The species is widespread and abundant throughout the MDB. The species is also present in the adjacent Bulloo River, Cooper Creek, and eastern coastal streams in the Hunter River and then from the Clarence River north to the Styx system (Rockhampton), with a disjunct northern population in the Burdekin River.

This is the only carp gudgeon species found in arid Paroo catchment and in the upper Murrumbidgee catchment above Burrinjuck dam. Records of this species would also be included within the general ‘carp gudgeon’ map, but the taxonomic confusion means that these records cannot be separated out.  

Potential Threats

The species is widespread and abundant. However, in the ACT, significant kills of Western carp gudgeon have occurred as a result of infestation with the introduced tapeworm Bothriocephalus acheilognathi. Predation by alien fish such as Redfin perch in floodplain ponds/billabongs can significantly reduce local abundance.

General References

Bowling 1981; Cadwallader 1979; Dove et al. 1997; Lake 1967 a,b; Mockler 1994; Rochat et al. 2020;  Thacker et al. 2022; Unmack 2000, 2019.  

This species account is an extract from Fishes of the Murray-Darling Basin (second edition) and should be cited as "Lintermans, M. 2023, Fishes of the Murray–Darling Basin, Australian River Restoration Centre, Canberra."

Other Fish in this family

Front book cover of Fishes of the Murray–Darling Basin

Become a Native Fish Expert:
Fishes of the Murray-Darling Basin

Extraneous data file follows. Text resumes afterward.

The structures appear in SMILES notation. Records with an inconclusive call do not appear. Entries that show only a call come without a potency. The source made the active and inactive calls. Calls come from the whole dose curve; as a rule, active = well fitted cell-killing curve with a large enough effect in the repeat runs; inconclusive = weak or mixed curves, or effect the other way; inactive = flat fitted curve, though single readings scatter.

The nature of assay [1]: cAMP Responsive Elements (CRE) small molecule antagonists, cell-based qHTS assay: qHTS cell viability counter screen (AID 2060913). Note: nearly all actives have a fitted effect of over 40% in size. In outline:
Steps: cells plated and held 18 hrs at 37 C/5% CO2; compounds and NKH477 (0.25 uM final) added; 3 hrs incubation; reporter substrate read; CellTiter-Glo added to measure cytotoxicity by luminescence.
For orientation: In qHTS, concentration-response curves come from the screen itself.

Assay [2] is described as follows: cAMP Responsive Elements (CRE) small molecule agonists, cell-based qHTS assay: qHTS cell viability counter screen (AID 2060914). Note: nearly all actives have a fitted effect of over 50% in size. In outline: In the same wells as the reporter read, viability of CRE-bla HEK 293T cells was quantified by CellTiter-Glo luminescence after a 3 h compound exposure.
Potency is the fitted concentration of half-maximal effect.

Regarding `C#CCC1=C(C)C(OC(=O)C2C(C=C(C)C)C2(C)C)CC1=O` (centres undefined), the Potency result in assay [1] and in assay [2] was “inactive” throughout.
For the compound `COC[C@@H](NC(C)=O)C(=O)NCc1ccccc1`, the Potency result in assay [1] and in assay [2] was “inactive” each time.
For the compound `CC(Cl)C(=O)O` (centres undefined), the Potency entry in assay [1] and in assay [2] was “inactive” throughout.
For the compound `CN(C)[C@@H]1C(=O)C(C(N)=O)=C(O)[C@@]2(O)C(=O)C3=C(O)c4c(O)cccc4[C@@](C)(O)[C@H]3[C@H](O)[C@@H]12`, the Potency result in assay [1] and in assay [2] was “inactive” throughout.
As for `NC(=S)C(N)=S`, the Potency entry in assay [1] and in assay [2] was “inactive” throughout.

The second edition of Fishes of the Murray-Darling Basin by Mark Lintermans is available now! This edition has been fully revised, incorporating new ecological knowledge on each species and additional species accounts.

Fishes of the Murray-Darling Basin remains the only book of its kind, devoted exclusively to the fishes of Australia’s largest river system, containing rigorous information on the identification, habitats, biology and distribution of the freshwater fish of the Murray-Darling Basin, as well as background information on the threats to fish and aquatic ecosystems. It is an invaluable resource for naturalists, students, fishers, scientists and anyone else interested in the life within our rivers.

Discover related content on the Finterest website, your home for stories about our Australian Freshwater Native Fish.

Since 2013, Finterest has been sharing great stories and information about the work being undertaken across Australia to bring back our native fish, particularly across the Murray-Darling Basin. It's a great source of inspiration and knowledge for anyone interested in Australian freshwater fish and native fish, and is updated with new stories regularly.
Thank you! Your submission has been received!
Oops! Something went wrong while submitting the form.

We Acknowledge and Respect the Aboriginal and Torres Strait Islander Peoples as the Traditional and Continuing Custodians of these lands, seas and skies.

We recognise and honour the traditional and continuing custodians of the Country on which we work, learn and live. We respect and learn from Elders past, present and emerging, valuing their knowledge, insights and connections to the waterways we love and care for.